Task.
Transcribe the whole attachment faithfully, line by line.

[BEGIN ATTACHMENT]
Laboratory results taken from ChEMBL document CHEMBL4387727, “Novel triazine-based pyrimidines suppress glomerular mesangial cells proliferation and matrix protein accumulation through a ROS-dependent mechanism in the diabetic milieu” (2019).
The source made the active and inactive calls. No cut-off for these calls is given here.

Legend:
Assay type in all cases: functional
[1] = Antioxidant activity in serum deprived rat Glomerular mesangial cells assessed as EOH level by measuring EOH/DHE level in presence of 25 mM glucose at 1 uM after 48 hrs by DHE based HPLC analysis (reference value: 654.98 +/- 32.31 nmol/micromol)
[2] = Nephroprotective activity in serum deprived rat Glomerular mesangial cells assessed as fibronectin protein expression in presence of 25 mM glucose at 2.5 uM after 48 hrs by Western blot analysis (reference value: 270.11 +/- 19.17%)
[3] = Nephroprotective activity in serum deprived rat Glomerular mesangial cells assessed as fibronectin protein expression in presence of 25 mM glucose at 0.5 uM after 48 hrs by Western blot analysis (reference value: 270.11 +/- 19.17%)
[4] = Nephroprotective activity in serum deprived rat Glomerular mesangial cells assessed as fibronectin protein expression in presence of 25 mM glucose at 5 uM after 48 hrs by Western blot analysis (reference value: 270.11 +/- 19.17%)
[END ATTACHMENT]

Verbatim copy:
Laboratory results taken from ChEMBL document CHEMBL4387727, “Novel triazine-based pyrimidines suppress glomerular mesangial cells proliferation and matrix protein accumulation through a ROS-dependent mechanism in the diabetic milieu” (2019).
The source made the active and inactive calls. No cut-off for these calls is given here.

Legend:
Assay type in all cases: functional
[1] = Antioxidant activity in serum deprived rat Glomerular mesangial cells assessed as EOH level by measuring EOH/DHE level in presence of 25 mM glucose at 1 uM after 48 hrs by DHE based HPLC analysis (reference value: 654.98 +/- 32.31 nmol/micromol)
[2] = Nephroprotective activity in serum deprived rat Glomerular mesangial cells assessed as fibronectin protein expression in presence of 25 mM glucose at 2.5 uM after 48 hrs by Western blot analysis (reference value: 270.11 +/- 19.17%)
[3] = Nephroprotective activity in serum deprived rat Glomerular mesangial cells assessed as fibronectin protein expression in presence of 25 mM glucose at 0.5 uM after 48 hrs by Western blot analysis (reference value: 270.11 +/- 19.17%)
[4] = Nephroprotective activity in serum deprived rat Glomerular mesangial cells assessed as fibronectin protein expression in presence of 25 mM glucose at 5 uM after 48 hrs by Western blot analysis (reference value: 270.11 +/- 19.17%)